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How to Start a Fantasy Football League

If you want to, you can start your own fantasy football league. It only takes a few steps, and you’re ready to begin the season. Here’s how:

  1. Recruit enough friends, co-workers, or neighbors so that you have eight or ten teams. (Each person fields one team.)

    Definitely keep to an even number of teams. Scheduling is too difficult with an odd number of teams.

  2. Name your league and have each owner name his or her team.

    Each owner must submit a team name. (Get creative!)

  3. Select a date for your annual player draft.

    This date is when you choose the players for your team. The weekend before the start of the NFL regular season usually works best.

  4. Agree on an entry fee.

    This dollar amount can be as high or low as you like. Pool the entry fees together to form the “pot,” the cash paid out as prize money to the lucky winners.

Your first order of business after forming your league is to appoint an almighty commissioner. The commish arbitrates any and all disputes that crop up (and controversy rears its ugly head in most leagues).

Once a commissioner is in place, draw up a set of written league rules. Feel free to customize the so-called standard rules of fantasy football — the goal is to minimize disputes during the season while still keeping everything fun.

Next up is deciding how to track and record the statistics for your league. In most leagues, owners receive reports that show the preceding week’s results and summarize season-to-date standings. You can tackle this reporting task in several ways:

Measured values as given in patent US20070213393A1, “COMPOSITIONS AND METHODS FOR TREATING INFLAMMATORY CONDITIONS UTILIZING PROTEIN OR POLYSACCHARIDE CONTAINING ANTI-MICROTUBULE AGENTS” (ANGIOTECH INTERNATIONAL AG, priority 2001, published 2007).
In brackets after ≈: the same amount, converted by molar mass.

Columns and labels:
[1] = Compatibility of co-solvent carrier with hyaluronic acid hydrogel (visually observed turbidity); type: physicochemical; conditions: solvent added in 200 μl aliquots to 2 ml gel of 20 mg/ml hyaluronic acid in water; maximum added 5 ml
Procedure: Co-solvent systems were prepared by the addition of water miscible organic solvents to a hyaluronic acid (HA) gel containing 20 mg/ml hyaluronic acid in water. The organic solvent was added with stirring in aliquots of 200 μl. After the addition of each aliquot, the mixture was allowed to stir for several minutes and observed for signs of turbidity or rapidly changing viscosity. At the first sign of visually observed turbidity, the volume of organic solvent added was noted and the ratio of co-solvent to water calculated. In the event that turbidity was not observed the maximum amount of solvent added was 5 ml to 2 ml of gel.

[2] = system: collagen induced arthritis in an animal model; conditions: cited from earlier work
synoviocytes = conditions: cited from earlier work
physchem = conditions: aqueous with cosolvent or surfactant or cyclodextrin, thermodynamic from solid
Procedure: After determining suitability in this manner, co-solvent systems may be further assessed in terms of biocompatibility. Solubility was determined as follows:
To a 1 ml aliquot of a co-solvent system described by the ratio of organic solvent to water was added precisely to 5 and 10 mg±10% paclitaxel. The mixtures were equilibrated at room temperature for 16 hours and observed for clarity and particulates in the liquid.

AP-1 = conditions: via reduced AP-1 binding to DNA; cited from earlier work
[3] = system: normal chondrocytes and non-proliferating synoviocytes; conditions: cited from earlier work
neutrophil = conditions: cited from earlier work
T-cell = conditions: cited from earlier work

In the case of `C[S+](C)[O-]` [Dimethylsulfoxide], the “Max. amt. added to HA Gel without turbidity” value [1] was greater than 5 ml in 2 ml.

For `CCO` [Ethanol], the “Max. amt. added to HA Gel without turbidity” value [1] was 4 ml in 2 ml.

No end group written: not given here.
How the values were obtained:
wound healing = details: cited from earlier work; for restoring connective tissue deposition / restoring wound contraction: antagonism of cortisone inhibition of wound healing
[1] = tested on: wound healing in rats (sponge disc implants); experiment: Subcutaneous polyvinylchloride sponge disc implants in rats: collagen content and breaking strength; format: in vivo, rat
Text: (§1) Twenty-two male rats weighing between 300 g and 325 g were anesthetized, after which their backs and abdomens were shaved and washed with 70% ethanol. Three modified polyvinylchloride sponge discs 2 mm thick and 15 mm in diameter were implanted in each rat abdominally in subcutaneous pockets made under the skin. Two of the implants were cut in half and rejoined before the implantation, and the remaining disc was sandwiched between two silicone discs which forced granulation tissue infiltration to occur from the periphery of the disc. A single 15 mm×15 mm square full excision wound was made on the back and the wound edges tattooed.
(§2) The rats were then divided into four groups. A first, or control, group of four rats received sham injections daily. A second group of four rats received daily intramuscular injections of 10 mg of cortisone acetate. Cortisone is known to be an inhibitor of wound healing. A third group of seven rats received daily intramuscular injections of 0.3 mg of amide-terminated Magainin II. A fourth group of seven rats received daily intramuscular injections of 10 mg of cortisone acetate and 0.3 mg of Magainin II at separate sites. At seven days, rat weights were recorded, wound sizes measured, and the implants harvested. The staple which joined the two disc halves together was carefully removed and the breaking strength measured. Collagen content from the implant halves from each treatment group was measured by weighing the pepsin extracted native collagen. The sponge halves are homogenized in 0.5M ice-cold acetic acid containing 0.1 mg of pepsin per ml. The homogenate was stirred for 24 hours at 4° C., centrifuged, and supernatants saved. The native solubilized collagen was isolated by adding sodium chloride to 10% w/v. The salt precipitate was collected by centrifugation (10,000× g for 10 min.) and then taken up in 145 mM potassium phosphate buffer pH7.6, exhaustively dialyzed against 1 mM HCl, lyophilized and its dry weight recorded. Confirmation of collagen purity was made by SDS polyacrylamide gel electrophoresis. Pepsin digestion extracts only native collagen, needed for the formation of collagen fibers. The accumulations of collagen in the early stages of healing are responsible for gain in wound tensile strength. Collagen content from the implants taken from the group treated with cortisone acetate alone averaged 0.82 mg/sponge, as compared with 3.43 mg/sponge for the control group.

• Find a stats service. This is the easy, low-maintenance, but most expensive way to track your league. Pay a stats service up front, and they do all the work for you and e-mail reports directly to you. Include a portion of the cost in each team’s entry fee.

  • Buy stats software. Buy good fantasy football statistics software and download NFL stats from the Internet. You input all your league’s teams into the program and then kick back as the program spits out weekly reports and standings. This method isn’t as expensive as a stats service, but you do have the one-time cost of the software — split the cost of the software among all the owners. Using software also involves more work.

  • Calculate the stats yourself. This is the good, old-fashioned (and most time-consuming) way to do your league’s stats. All you need to calculate all the team’s stats manually are pen and paper, a calculator, and the sports page.

Search the Internet and the classified ads in fantasy football publications for information about both stats services and software packages.

Use a stats service for your inaugural season. Using a service allows you to focus solely on playing the game (the fun stuff) rather than worrying about all the administrative and stat-keeping junk (the boring stuff). Make sure to find a service that takes care of scheduling as well. Talk to your fellow owners after the first season to see whether they would rather save money and do the stats themselves.

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